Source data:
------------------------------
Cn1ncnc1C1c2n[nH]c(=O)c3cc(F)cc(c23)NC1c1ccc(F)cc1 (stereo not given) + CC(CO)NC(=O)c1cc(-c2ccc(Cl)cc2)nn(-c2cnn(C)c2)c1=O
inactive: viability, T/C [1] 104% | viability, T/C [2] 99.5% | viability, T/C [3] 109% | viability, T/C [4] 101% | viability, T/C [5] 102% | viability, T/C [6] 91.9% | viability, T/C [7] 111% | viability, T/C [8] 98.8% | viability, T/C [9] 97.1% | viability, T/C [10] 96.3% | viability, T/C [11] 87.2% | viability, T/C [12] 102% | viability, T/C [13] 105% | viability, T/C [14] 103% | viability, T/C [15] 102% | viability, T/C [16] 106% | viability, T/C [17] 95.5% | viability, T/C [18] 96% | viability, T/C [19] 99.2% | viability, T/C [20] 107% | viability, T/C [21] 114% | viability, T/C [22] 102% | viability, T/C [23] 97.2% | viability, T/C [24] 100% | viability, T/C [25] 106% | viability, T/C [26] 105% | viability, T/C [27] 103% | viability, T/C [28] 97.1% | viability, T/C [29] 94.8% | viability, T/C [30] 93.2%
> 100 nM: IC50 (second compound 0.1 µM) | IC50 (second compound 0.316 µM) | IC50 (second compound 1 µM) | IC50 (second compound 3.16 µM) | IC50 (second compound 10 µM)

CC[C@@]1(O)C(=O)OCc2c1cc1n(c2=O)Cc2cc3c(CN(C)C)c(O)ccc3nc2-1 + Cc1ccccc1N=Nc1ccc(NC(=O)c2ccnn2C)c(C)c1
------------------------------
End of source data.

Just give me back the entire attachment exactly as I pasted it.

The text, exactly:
Cn1ncnc1C1c2n[nH]c(=O)c3cc(F)cc(c23)NC1c1ccc(F)cc1 (stereo not given) + CC(CO)NC(=O)c1cc(-c2ccc(Cl)cc2)nn(-c2cnn(C)c2)c1=O
inactive: viability, T/C [1] 104% | viability, T/C [2] 99.5% | viability, T/C [3] 109% | viability, T/C [4] 101% | viability, T/C [5] 102% | viability, T/C [6] 91.9% | viability, T/C [7] 111% | viability, T/C [8] 98.8% | viability, T/C [9] 97.1% | viability, T/C [10] 96.3% | viability, T/C [11] 87.2% | viability, T/C [12] 102% | viability, T/C [13] 105% | viability, T/C [14] 103% | viability, T/C [15] 102% | viability, T/C [16] 106% | viability, T/C [17] 95.5% | viability, T/C [18] 96% | viability, T/C [19] 99.2% | viability, T/C [20] 107% | viability, T/C [21] 114% | viability, T/C [22] 102% | viability, T/C [23] 97.2% | viability, T/C [24] 100% | viability, T/C [25] 106% | viability, T/C [26] 105% | viability, T/C [27] 103% | viability, T/C [28] 97.1% | viability, T/C [29] 94.8% | viability, T/C [30] 93.2%
> 100 nM: IC50 (second compound 0.1 µM) | IC50 (second compound 0.316 µM) | IC50 (second compound 1 µM) | IC50 (second compound 3.16 µM) | IC50 (second compound 10 µM)

CC[C@@]1(O)C(=O)OCc2c1cc1n(c2=O)Cc2cc3c(CN(C)C)c(O)ccc3nc2-1 + Cc1ccccc1N=Nc1ccc(NC(=O)c2ccnn2C)c(C)c1